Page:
Is there a role for CSOs in Belarusian healthcare? Oleg Eremin, Chairman of the Belarusian Anti-Aids Network Association, suggests that civil society organizations could help ease the workload on Belarusian medical professionals by implementing preventative and other, more complex, programmes. Such programmes could include pre- and post-HIV/AIDS testing consultations, as well as the testing itself. Eremin contends that the Belarusian government could partner more with CSOs in dealing with healthcare services to vulnerable groups and announces that at the end of November two pilot HIV-prevention offices will be opened in Minsk and Gomel under a UNESCO project.
Belarus Digest prepared this overview on the basis of materials provided by Pact. This digest attempts to give a richer picture of the recent political and civil society events in Belarus. It often goes beyond the hot stories already available in English-language media.
Why Belarus Authorities Keep a Catholic Priest in Jail
On 15 November, several Belarusian organisations appealed to Amnesty International and local human rights structures to recognise priest Lazar as a prisoner of conscience.
Uladzislau Lazar has already spent four months in a KGB jail on charges of 'treason of the state' despite the fact that the public does not know any details surrounding the criminal case.
The Catholic Church in Belarus remains weak and does not openly oppose the government. The Apostolic Nuncio holds secret talks, but this tactic causes resentment among some believers and priests. Many in the Church would like to see their leadership be more assertive.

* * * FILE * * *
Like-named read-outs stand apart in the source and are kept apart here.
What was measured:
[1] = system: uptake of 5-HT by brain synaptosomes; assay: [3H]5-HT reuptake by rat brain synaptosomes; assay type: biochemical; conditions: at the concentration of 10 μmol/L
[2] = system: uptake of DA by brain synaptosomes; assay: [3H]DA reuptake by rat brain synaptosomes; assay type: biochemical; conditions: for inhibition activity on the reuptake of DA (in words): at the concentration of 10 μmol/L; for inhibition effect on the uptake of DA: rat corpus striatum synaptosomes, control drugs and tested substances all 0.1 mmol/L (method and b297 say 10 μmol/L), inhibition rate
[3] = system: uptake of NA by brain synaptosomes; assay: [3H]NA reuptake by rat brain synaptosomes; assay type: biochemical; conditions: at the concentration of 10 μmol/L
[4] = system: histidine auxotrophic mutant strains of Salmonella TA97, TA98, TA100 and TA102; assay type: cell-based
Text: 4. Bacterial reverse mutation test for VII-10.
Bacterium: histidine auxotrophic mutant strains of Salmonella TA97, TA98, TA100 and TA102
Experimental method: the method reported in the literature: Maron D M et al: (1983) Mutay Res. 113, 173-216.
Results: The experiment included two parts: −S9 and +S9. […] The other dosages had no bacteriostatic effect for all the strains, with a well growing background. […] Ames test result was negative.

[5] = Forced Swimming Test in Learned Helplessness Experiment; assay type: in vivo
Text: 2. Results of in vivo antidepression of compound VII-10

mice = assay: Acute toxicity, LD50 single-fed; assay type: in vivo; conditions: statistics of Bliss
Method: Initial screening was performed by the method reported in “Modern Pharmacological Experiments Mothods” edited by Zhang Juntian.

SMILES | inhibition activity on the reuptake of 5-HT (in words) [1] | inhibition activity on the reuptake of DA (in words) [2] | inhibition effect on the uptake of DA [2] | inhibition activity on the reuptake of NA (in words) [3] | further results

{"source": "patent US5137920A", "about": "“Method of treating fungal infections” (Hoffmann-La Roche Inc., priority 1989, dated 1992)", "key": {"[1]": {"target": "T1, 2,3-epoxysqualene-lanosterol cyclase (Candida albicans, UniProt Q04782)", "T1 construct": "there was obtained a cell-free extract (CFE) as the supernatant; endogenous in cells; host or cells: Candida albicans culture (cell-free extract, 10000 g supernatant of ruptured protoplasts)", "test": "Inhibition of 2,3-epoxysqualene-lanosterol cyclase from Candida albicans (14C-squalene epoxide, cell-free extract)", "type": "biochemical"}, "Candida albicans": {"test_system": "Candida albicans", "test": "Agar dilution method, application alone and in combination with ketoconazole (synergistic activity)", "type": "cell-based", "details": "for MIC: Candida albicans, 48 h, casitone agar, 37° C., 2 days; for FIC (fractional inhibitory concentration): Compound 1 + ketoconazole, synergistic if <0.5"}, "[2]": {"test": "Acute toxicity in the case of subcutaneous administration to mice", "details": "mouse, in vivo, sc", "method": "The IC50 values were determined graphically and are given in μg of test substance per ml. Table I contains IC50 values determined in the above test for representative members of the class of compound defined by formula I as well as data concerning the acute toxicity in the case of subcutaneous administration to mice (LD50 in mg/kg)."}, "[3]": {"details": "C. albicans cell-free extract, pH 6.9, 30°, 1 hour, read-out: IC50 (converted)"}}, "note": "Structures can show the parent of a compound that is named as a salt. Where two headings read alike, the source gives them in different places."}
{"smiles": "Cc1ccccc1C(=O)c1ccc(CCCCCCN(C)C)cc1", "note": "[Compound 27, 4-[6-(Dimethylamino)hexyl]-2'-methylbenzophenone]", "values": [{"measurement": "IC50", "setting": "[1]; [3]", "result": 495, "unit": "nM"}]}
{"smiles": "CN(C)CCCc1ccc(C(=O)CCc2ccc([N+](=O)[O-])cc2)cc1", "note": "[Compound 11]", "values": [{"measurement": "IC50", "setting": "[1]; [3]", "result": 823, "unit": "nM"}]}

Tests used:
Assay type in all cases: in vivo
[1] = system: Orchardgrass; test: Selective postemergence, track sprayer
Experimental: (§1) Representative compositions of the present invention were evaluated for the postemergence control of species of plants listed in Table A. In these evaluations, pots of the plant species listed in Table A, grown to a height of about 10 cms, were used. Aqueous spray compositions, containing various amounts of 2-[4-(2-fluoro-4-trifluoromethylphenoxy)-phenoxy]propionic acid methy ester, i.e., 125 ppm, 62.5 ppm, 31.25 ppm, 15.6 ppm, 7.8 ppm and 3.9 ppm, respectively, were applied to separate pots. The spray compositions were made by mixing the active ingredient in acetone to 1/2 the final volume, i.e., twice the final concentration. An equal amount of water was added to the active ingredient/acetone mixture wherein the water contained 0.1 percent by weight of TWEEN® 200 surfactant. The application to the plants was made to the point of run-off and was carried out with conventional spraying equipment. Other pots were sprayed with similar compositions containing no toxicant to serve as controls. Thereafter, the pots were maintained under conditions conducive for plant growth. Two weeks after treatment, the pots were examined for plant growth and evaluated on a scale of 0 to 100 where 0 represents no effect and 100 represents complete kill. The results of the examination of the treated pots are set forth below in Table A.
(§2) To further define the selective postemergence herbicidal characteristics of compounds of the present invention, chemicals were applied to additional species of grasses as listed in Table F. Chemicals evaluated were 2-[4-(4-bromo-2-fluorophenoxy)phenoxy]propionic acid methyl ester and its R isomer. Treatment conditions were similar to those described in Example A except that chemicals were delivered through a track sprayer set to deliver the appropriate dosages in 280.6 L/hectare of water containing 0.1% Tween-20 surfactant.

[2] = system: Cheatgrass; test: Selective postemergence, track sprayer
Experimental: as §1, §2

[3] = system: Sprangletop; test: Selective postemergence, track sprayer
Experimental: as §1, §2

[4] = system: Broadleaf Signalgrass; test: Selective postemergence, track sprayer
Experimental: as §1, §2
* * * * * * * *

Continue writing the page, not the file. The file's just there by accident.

The authorities still appear to be rather timid and have yet to work out a solution. On the one hand, the activities of the Catholic Church irritate the authorities, while on the other, the Holy See can be an important ally. A priest turned political prisoner can certainly spoil future relations.
From Priest to Political Prisoner
Pavel Seviarynets from the Belarusian Christian Democrats and Zmicier Dashkievich from the Youth Front, both recently released to freedom, keep trying to spread the word about the case of Catholic priest Lazar. Until now, the Church has not officially demanded the release of the priest and holds only secret talks with the government. Mr Dashkevich said that, "it is not clear for [him] why the stance of the Catholic church is so uncertain."
The criminal case against the priest looks very strange, and information on it remains completely secret. The Belarusian authorities placed the priest in KGB jail four months ago accusing him of "betraying the state". It remains unknown at what stage the criminal proceedings are and when the court will hold a trial.
Uladzislau Lazar himself denies any wrongdoing. He said this to Claudio Gugerotti, apostolic nuncio to Belarus, whom he met in prison on 25 October. After the meeting, the nuncio called Lazar 'sober and resolute.'
The Belarusian Christian Democrats, the Young Front and the "For Freedom" movement have signed an appeal to show how tired they are of the Church`s tactics. The Christian Democrats want to see the Catholic Church and all other Christian churches in Belarus become more active in politics and in public in general. Also, the Belarusian Christian Democrats and the Young Front are using the chance to show to the electorate that they can protect Christians, even if the church maintains its silence.
Before this appeal, the opposition groups gathered signatures for the release of Lazar and money for his family. There are quite a few Catholics that support doing more to secure the release of the priest, more than the Catholic Church is carrying out today.
Catholic Church Tactics